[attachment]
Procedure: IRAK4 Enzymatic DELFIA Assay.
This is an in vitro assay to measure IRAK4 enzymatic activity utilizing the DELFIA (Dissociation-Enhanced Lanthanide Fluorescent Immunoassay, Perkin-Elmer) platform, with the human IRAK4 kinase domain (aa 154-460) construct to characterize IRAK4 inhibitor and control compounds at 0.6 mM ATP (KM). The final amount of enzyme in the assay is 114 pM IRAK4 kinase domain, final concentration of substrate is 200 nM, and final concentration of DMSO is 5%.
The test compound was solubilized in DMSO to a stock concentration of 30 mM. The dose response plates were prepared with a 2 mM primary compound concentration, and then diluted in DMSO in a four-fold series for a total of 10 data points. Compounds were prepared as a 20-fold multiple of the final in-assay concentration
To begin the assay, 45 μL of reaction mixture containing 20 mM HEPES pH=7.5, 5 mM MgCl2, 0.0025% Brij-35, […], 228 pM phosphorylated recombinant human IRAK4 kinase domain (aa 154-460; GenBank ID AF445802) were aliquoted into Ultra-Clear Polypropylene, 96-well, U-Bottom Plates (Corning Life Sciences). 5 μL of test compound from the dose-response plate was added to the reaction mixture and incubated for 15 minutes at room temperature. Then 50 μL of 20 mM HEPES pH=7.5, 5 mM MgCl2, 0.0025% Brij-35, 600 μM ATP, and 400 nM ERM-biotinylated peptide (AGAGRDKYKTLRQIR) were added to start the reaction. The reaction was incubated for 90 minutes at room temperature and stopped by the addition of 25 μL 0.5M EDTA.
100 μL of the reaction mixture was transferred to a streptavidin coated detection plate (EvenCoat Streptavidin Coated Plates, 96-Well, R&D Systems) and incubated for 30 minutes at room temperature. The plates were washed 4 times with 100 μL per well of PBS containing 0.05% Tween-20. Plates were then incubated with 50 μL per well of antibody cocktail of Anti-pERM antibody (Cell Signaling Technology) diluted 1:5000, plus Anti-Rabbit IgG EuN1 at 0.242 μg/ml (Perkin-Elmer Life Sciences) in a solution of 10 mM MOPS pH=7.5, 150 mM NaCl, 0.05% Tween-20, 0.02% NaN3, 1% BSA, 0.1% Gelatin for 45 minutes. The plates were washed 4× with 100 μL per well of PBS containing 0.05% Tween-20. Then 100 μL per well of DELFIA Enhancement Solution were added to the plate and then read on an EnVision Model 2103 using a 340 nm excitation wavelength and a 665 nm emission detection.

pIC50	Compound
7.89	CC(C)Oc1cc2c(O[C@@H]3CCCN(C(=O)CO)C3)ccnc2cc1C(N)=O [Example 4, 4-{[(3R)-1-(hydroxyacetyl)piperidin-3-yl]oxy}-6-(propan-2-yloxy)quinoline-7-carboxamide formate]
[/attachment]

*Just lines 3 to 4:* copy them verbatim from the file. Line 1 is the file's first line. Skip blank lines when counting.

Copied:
The test compound was solubilized in DMSO to a stock concentration of 30 mM. The dose response plates were prepared with a 2 mM primary compound concentration, and then diluted in DMSO in a four-fold series for a total of 10 data points. Compounds were prepared as a 20-fold multiple of the final in-assay concentration
To begin the assay, 45 μL of reaction mixture containing 20 mM HEPES pH=7.5, 5 mM MgCl2, 0.0025% Brij-35, […], 228 pM phosphorylated recombinant human IRAK4 kinase domain (aa 154-460; GenBank ID AF445802) were aliquoted into Ultra-Clear Polypropylene, 96-well, U-Bottom Plates (Corning Life Sciences). 5 μL of test compound from the dose-response plate was added to the reaction mixture and incubated for 15 minutes at room temperature. Then 50 μL of 20 mM HEPES pH=7.5, 5 mM MgCl2, 0.0025% Brij-35, 600 μM ATP, and 400 nM ERM-biotinylated peptide (AGAGRDKYKTLRQIR) were added to start the reaction. The reaction was incubated for 90 minutes at room temperature and stopped by the addition of 25 μL 0.5M EDTA.